Last week we briefly reported on the major legislative actions of the 2014 Connecticut General Assembly.
This week we take a closer look at what the legislature adopted, modified, or even rejected, and how those actions could impact the state’s business climate and economy.
It’s important to provide that context because Connecticut is in a competition for jobs and a stronger economy, and we know that other states are not standing still.</p>
What lawmakers and policymakers choose to do is viewed not only through the lens of Connecticut’s people and businesses, but also through the eyes of other states’ decision-makers, including government policymakers and business leaders in the private sector.
Our national rankings range from middle-of-the-road (33rd overall, Forbes “Best States for Business,” 2013) to near the bottom (45th overall, CNBC “America’s Top States for Business”). We are strong in education (5th, CNBC) and weak in transportation infrastructure (49th, CNBC).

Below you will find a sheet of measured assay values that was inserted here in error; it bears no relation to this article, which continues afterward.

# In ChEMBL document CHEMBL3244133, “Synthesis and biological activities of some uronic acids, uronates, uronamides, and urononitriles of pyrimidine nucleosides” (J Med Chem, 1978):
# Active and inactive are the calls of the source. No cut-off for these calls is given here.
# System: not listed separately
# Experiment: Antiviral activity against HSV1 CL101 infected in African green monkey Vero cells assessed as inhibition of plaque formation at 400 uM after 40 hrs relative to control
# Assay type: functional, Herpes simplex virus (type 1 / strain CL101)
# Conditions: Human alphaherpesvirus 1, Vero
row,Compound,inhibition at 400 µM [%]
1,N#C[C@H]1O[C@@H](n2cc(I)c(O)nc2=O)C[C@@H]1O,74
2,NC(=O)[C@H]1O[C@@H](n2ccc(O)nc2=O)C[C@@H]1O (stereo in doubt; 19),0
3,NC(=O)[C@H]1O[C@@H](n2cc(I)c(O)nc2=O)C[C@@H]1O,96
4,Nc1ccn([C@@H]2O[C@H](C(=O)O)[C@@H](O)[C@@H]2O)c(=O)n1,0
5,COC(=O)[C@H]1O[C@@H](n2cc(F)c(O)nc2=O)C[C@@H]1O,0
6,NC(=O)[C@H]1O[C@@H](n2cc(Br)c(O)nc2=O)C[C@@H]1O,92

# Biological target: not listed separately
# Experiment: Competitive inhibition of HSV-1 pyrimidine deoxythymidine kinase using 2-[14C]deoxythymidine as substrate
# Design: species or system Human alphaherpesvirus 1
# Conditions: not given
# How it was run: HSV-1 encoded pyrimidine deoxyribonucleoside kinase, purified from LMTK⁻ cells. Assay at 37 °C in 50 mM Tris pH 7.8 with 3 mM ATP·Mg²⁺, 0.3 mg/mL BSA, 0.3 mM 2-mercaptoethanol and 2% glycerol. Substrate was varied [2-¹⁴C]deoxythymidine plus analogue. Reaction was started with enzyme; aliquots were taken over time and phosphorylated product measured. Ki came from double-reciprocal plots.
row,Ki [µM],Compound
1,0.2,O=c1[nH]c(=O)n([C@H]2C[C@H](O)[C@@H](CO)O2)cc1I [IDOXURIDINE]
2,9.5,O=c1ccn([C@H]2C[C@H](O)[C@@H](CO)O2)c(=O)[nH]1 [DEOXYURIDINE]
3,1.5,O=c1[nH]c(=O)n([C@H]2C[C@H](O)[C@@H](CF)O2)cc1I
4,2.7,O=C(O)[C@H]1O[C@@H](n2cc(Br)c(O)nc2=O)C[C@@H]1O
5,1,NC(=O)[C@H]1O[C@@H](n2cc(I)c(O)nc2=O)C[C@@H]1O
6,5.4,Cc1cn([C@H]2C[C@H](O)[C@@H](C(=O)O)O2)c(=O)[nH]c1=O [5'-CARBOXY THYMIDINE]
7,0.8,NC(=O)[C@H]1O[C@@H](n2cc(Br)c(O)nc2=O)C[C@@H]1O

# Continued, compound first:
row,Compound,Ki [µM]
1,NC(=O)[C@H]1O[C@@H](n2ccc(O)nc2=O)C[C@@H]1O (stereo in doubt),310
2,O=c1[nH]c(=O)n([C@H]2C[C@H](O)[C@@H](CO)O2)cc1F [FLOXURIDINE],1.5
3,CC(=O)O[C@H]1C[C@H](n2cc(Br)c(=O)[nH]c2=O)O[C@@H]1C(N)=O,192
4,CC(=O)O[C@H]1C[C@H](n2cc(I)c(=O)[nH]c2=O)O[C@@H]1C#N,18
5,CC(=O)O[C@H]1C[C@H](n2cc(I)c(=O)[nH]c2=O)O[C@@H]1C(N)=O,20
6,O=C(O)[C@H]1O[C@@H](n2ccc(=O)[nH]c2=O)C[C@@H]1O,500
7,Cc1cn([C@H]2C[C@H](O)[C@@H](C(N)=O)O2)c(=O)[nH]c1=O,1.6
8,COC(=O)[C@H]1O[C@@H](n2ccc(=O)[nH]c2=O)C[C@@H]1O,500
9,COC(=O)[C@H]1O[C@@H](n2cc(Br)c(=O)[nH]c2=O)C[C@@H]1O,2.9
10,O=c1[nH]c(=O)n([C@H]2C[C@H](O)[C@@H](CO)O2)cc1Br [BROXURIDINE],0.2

We need to make sure that every decision made is weighed for its ability to move Connecticut up in those and other national rankings, and for its potential to put us on higher ground for jobs, economic vitality, and quality of life.
Although the legislative session is over, work has begun. This summer, various study groups and task forces will be mapping out how to implement bills that passed and exploring what future legislation could look like on some key issues.
We all must stay engaged in these efforts to make sure that Connecticut moves forward in the effort to become a top state for business and economic growth.
A strong, growing economy will mean creating more opportunities for good, well paying jobs, protecting our quality of life, and guaranteeing a brighter future for generations to come.